Blood ; 138:4848, 2021.
Article in English | EMBASE | ID: covidwho-1582306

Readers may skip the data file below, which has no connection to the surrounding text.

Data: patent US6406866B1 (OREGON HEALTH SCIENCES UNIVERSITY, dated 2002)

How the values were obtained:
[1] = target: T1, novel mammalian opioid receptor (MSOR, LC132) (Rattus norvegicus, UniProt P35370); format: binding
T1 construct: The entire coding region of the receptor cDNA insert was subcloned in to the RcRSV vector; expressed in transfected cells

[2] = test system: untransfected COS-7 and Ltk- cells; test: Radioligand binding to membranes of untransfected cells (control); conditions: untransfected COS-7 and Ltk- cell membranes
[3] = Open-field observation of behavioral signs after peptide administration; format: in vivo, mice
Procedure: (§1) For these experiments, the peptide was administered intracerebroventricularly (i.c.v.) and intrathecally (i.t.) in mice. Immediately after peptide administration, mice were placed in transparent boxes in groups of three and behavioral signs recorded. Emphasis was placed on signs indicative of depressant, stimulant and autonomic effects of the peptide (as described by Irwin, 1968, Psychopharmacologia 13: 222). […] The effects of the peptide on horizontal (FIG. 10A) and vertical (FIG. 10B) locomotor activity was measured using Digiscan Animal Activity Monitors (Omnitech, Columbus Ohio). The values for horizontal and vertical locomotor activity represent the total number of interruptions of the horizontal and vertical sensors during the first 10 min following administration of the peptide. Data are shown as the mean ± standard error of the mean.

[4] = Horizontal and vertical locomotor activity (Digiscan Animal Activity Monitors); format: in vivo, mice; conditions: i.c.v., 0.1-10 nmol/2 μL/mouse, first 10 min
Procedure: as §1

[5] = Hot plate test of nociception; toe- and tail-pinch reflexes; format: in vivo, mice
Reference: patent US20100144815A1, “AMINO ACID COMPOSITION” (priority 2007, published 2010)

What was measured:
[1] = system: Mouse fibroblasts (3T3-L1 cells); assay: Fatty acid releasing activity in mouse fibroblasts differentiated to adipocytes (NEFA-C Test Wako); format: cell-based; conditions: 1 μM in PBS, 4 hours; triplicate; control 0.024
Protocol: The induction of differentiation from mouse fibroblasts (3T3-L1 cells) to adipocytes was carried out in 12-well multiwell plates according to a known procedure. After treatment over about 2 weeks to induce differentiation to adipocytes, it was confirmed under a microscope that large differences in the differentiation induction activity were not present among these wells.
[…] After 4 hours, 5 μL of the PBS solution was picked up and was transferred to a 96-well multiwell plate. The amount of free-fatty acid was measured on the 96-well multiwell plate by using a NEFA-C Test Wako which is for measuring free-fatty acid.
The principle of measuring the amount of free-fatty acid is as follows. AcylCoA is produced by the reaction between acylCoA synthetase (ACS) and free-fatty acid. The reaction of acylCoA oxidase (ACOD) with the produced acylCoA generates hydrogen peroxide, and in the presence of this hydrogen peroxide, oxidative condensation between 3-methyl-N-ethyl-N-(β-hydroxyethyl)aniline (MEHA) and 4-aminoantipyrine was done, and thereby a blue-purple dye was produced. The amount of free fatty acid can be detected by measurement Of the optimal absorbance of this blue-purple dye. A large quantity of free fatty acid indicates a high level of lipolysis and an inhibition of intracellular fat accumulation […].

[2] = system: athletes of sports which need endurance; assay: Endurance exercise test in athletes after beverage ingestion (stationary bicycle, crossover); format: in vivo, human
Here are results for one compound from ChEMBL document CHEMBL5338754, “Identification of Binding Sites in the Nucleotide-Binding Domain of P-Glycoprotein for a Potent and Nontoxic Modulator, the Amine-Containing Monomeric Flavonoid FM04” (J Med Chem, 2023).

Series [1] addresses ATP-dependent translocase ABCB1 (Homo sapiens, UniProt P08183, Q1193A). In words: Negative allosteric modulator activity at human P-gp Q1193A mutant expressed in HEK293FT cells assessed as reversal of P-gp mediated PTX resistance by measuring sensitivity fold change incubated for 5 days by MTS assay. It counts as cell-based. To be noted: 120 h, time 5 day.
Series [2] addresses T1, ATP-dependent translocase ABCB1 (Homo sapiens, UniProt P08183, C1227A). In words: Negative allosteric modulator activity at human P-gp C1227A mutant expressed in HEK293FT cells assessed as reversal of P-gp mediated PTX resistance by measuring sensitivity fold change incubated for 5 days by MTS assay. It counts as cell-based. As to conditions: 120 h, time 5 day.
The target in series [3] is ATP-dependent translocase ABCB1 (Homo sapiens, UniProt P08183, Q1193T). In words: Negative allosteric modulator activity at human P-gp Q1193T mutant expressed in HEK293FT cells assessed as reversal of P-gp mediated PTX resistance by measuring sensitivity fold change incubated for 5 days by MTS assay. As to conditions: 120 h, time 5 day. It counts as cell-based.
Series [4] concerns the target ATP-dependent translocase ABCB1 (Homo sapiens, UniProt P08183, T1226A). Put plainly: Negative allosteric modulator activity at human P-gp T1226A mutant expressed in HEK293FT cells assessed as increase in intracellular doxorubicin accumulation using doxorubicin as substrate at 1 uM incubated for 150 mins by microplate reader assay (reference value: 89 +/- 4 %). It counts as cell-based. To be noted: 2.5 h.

Introduction: Standard induction therapy for multiple myeloma consists of 3-6 cycles of bortezomib, lenalidomide, and dexamethasone (VRd) or carfilzomib, lenalidomide and dexamethasone (KRd). Receiving greater than 6 cycles of a lenalidomide containing regimen is thought to negatively impact the ability to collect sufficient CD34+ stem cells for autologous stem cell transplant (Kumar, Dispenzieri et al. 2007, Bhutani, Zonder et al. 2013). Due to the COVID-19 pandemic, at least 20 patients at University of Maryland Greenebaum Comprehensive Cancer Center (UMGCC) had transplant postponed, potentially resulting in prolonged exposure to lenalidomide containing induction regimens. Here, in the context of modern stem cell mobilization methods, we describe a retrospective study that suggests prolonged induction does not inhibit adequate stem cell collection for transplant. Methods: By chart review, we identified 56 patients with multiple myeloma who received induction with VRd or KRd and underwent apheresis or stem cell transplant at UMGCC between 10/1/19 and 10/1/20. Patients were excluded if they received more than 2 cycles of a different induction regimen, had a past medical history of an inborn hematological disorder, or participated in a clinical trial of novel stem cell mobilization therapy. We defined 1 cycle of VRd or KRd as 1 cycle of “lenalidomide containing regimen”. In accordance with routine clinical practice, we defined standard induction as having received 3-6 cycles of lenalidomide containing regimen and prolonged induction as having received 7 or more cycles. Results: 29 patients received standard induction (Standard induction cohort) and 27 received prolonged induction (Prolonged induction cohort) with lenalidomide containing regimens. The median number of cycles received by the Standard cohort was 6 (range 4-6), and the median number of cycles received by the Prolonged cohort was 8 (range 7-13). The frequency of KRd use was similar between patients who received standard induction and prolonged induction (27.58% vs. 25.93%, respectively). Standard induction and Prolonged induction cohorts were similar with respect to clinical characteristics (Fig 1), as well as the mobilization regimen used for stem cell collection (p = 0.6829). 55/56 patients collected sufficient stem cells for 1 transplant (≥ 4 x 10 6 CD34 cells/kg), and 40/56 patients collected sufficient cells for 2 transplants (≥ 8 x 10 6 CD34 cells/kg). There was no significant difference in the total CD34+ stem cells collected at completion of apheresis between standard and prolonged induction (10.41 and 10.45 x 10 6 CD34 cells/kg, respectively, p = 0.968, Fig 2). Furthermore, there was no significant correlation between the number of cycles of lenalidomide containing regimen a patient received and total CD34+ cells collected (R 2 = 0.0073, p = 0.5324). Although prolonged induction did not affect final stem yield, prolonged induction could increase the apheresis time required for adequate collection or result in more frequent need for plerixafor rescue. There was no significant difference in the total number of stem cells collected after day 1 of apheresis between patients who received standard or prolonged induction (8.72 vs. 7.96 x 10 6 cells/kg, respectively, p = 0.557). However, patients who received prolonged induction were more likely to require 2 days of apheresis (44% vs. 25%, p = 0.1625) and there was a trend toward significance in which patients who received prolonged induction underwent apheresis longer than patients who received standard induction (468 vs 382 minutes, respectively, p = 0.0928, Fig 3). In addition, longer apheresis time was associated with more cycles of lenalidomide containing regimen, which neared statistical significance (R 2 = 0.0624, p = 0.0658, Fig 4). There was no significant difference between standard and prolonged induction with respect to the frequency of plerixafor rescue. Conclusions: Prolonged induction with lenalidomide containing regimens does not impair adequate stem cell collection for autologou transplant. Prolonged induction may increase the apheresis time required to collect sufficient stem cells for transplant, but ultimately clinicians should be re-assured that extending induction when necessary is not likely to increase the risk of collection failure. [Formula presented] Disclosures: Badros: Janssen: Research Funding;J&J: Research Funding;BMS: Research Funding;GlaxoSmithKline: Research Funding.